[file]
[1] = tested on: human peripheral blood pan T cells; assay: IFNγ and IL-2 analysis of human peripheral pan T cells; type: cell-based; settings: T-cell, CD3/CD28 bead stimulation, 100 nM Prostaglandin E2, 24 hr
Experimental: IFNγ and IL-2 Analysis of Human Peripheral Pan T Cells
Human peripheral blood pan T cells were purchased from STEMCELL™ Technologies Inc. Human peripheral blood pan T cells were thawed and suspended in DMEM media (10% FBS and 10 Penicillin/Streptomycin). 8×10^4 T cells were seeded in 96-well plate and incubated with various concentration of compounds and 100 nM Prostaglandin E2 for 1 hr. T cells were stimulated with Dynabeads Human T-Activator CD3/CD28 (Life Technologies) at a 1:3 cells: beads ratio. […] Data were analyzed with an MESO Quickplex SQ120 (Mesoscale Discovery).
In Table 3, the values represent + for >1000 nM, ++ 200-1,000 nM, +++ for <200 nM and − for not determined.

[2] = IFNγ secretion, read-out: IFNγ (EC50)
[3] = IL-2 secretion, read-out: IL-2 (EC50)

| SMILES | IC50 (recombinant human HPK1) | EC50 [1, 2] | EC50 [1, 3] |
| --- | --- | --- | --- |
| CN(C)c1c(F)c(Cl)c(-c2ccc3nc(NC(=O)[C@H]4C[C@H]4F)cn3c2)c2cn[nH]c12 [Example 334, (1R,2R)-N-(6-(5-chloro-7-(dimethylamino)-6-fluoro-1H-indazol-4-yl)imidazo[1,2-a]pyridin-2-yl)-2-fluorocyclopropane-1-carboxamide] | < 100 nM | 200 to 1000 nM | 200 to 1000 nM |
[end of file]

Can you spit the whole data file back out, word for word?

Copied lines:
[1] = tested on: human peripheral blood pan T cells; assay: IFNγ and IL-2 analysis of human peripheral pan T cells; type: cell-based; settings: T-cell, CD3/CD28 bead stimulation, 100 nM Prostaglandin E2, 24 hr
Experimental: IFNγ and IL-2 Analysis of Human Peripheral Pan T Cells
Human peripheral blood pan T cells were purchased from STEMCELL™ Technologies Inc. Human peripheral blood pan T cells were thawed and suspended in DMEM media (10% FBS and 10 Penicillin/Streptomycin). 8×10^4 T cells were seeded in 96-well plate and incubated with various concentration of compounds and 100 nM Prostaglandin E2 for 1 hr. T cells were stimulated with Dynabeads Human T-Activator CD3/CD28 (Life Technologies) at a 1:3 cells: beads ratio. […] Data were analyzed with an MESO Quickplex SQ120 (Mesoscale Discovery).
In Table 3, the values represent + for >1000 nM, ++ 200-1,000 nM, +++ for <200 nM and − for not determined.

[2] = IFNγ secretion, read-out: IFNγ (EC50)
[3] = IL-2 secretion, read-out: IL-2 (EC50)

| SMILES | IC50 (recombinant human HPK1) | EC50 [1, 2] | EC50 [1, 3] |
| --- | --- | --- | --- |
| CN(C)c1c(F)c(Cl)c(-c2ccc3nc(NC(=O)[C@H]4C[C@H]4F)cn3c2)c2cn[nH]c12 [Example 334, (1R,2R)-N-(6-(5-chloro-7-(dimethylamino)-6-fluoro-1H-indazol-4-yl)imidazo[1,2-a]pyridin-2-yl)-2-fluorocyclopropane-1-carboxamide] | < 100 nM | 200 to 1000 nM | 200 to 1000 nM |